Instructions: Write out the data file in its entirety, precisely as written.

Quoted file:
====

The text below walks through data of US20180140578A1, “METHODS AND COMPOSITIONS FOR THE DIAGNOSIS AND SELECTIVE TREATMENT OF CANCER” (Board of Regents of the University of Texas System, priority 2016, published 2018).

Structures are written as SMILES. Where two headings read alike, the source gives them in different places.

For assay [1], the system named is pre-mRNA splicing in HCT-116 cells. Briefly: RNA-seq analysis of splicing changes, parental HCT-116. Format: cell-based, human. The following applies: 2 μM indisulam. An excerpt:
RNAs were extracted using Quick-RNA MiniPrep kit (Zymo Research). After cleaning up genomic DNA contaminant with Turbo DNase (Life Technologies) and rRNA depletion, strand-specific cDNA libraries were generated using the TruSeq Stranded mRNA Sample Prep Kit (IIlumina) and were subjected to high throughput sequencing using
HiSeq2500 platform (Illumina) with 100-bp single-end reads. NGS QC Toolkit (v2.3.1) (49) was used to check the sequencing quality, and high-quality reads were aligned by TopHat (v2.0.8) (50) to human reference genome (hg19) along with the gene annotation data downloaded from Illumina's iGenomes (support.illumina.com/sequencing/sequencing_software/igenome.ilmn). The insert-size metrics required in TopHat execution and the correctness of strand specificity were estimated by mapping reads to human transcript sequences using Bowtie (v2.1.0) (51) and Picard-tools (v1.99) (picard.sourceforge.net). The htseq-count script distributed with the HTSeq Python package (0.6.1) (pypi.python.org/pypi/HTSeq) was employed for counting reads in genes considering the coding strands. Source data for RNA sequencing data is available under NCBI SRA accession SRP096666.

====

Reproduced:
The text below walks through data of US20180140578A1, “METHODS AND COMPOSITIONS FOR THE DIAGNOSIS AND SELECTIVE TREATMENT OF CANCER” (Board of Regents of the University of Texas System, priority 2016, published 2018).

Structures are written as SMILES. Where two headings read alike, the source gives them in different places.

For assay [1], the system named is pre-mRNA splicing in HCT-116 cells. Briefly: RNA-seq analysis of splicing changes, parental HCT-116. Format: cell-based, human. The following applies: 2 μM indisulam. An excerpt:
RNAs were extracted using Quick-RNA MiniPrep kit (Zymo Research). After cleaning up genomic DNA contaminant with Turbo DNase (Life Technologies) and rRNA depletion, strand-specific cDNA libraries were generated using the TruSeq Stranded mRNA Sample Prep Kit (IIlumina) and were subjected to high throughput sequencing using
HiSeq2500 platform (Illumina) with 100-bp single-end reads. NGS QC Toolkit (v2.3.1) (49) was used to check the sequencing quality, and high-quality reads were aligned by TopHat (v2.0.8) (50) to human reference genome (hg19) along with the gene annotation data downloaded from Illumina's iGenomes (support.illumina.com/sequencing/sequencing_software/igenome.ilmn). The insert-size metrics required in TopHat execution and the correctness of strand specificity were estimated by mapping reads to human transcript sequences using Bowtie (v2.1.0) (51) and Picard-tools (v1.99) (picard.sourceforge.net). The htseq-count script distributed with the HTSeq Python package (0.6.1) (pypi.python.org/pypi/HTSeq) was employed for counting reads in genes considering the coding strands. Source data for RNA sequencing data is available under NCBI SRA accession SRP096666.